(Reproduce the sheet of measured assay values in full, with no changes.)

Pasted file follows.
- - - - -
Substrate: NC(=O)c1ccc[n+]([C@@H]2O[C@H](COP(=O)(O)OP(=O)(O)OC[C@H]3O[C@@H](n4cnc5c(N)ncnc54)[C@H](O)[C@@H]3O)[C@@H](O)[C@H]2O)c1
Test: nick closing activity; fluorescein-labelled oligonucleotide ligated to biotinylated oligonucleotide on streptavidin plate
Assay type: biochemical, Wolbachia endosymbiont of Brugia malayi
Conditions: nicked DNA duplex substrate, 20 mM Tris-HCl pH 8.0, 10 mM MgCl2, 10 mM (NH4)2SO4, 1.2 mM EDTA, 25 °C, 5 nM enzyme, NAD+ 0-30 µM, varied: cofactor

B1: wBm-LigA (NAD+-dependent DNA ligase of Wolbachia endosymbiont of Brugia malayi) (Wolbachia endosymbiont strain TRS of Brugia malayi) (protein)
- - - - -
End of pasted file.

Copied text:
Substrate: NC(=O)c1ccc[n+]([C@@H]2O[C@H](COP(=O)(O)OP(=O)(O)OC[C@H]3O[C@@H](n4cnc5c(N)ncnc54)[C@H](O)[C@@H]3O)[C@@H](O)[C@H]2O)c1
Test: nick closing activity; fluorescein-labelled oligonucleotide ligated to biotinylated oligonucleotide on streptavidin plate
Assay type: biochemical, Wolbachia endosymbiont of Brugia malayi
Conditions: nicked DNA duplex substrate, 20 mM Tris-HCl pH 8.0, 10 mM MgCl2, 10 mM (NH4)2SO4, 1.2 mM EDTA, 25 °C, 5 nM enzyme, NAD+ 0-30 µM, varied: cofactor

B1: wBm-LigA (NAD+-dependent DNA ligase of Wolbachia endosymbiont of Brugia malayi) (Wolbachia endosymbiont strain TRS of Brugia malayi) (protein)